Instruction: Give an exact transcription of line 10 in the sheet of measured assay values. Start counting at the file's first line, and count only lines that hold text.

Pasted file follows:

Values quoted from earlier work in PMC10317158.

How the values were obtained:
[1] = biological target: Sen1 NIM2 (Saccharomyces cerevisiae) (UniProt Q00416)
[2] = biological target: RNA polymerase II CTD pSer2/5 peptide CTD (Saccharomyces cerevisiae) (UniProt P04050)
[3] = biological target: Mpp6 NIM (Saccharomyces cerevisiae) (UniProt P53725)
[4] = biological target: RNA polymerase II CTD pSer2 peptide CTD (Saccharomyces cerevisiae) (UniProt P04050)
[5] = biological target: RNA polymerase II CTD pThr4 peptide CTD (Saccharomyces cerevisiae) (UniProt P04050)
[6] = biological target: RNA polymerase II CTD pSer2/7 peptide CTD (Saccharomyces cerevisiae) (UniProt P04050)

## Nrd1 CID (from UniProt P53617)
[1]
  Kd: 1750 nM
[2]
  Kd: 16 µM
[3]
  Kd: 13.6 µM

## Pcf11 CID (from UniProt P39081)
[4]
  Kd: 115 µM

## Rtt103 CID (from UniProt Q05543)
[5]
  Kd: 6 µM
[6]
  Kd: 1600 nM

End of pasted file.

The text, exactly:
[1]